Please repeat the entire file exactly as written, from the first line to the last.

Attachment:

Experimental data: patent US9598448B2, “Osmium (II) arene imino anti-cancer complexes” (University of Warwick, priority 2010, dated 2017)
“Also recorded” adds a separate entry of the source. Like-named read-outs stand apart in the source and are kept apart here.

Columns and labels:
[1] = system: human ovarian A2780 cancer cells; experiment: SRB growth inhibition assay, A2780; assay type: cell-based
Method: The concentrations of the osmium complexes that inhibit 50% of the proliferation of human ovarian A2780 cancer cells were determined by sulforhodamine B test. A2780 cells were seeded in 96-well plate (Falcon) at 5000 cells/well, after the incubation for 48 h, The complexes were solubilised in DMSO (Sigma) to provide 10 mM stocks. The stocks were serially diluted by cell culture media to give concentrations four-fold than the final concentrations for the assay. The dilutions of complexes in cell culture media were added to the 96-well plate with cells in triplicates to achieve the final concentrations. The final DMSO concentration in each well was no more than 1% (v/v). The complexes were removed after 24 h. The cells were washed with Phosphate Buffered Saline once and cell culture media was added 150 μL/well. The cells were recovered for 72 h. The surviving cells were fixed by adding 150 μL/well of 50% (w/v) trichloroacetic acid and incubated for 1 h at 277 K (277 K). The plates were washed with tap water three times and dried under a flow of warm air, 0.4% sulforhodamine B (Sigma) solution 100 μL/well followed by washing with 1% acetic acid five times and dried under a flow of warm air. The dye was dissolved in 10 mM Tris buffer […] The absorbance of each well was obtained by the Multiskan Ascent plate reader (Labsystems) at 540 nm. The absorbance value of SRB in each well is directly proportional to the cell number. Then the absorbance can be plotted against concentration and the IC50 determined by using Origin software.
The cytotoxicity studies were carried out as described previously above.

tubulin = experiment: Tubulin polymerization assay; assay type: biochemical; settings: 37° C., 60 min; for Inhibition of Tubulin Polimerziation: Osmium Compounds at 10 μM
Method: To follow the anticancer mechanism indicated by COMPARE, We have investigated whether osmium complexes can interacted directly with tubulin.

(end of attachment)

Experimental data: patent US9598448B2, “Osmium (II) arene imino anti-cancer complexes” (University of Warwick, priority 2010, dated 2017)
“Also recorded” adds a separate entry of the source. Like-named read-outs stand apart in the source and are kept apart here.

Columns and labels:
[1] = system: human ovarian A2780 cancer cells; experiment: SRB growth inhibition assay, A2780; assay type: cell-based
Method: The concentrations of the osmium complexes that inhibit 50% of the proliferation of human ovarian A2780 cancer cells were determined by sulforhodamine B test. A2780 cells were seeded in 96-well plate (Falcon) at 5000 cells/well, after the incubation for 48 h, The complexes were solubilised in DMSO (Sigma) to provide 10 mM stocks. The stocks were serially diluted by cell culture media to give concentrations four-fold than the final concentrations for the assay. The dilutions of complexes in cell culture media were added to the 96-well plate with cells in triplicates to achieve the final concentrations. The final DMSO concentration in each well was no more than 1% (v/v). The complexes were removed after 24 h. The cells were washed with Phosphate Buffered Saline once and cell culture media was added 150 μL/well. The cells were recovered for 72 h. The surviving cells were fixed by adding 150 μL/well of 50% (w/v) trichloroacetic acid and incubated for 1 h at 277 K (277 K). The plates were washed with tap water three times and dried under a flow of warm air, 0.4% sulforhodamine B (Sigma) solution 100 μL/well followed by washing with 1% acetic acid five times and dried under a flow of warm air. The dye was dissolved in 10 mM Tris buffer […] The absorbance of each well was obtained by the Multiskan Ascent plate reader (Labsystems) at 540 nm. The absorbance value of SRB in each well is directly proportional to the cell number. Then the absorbance can be plotted against concentration and the IC50 determined by using Origin software.
The cytotoxicity studies were carried out as described previously above.

tubulin = experiment: Tubulin polymerization assay; assay type: biochemical; settings: 37° C., 60 min; for Inhibition of Tubulin Polimerziation: Osmium Compounds at 10 μM
Method: To follow the anticancer mechanism indicated by COMPARE, We have investigated whether osmium complexes can interacted directly with tubulin.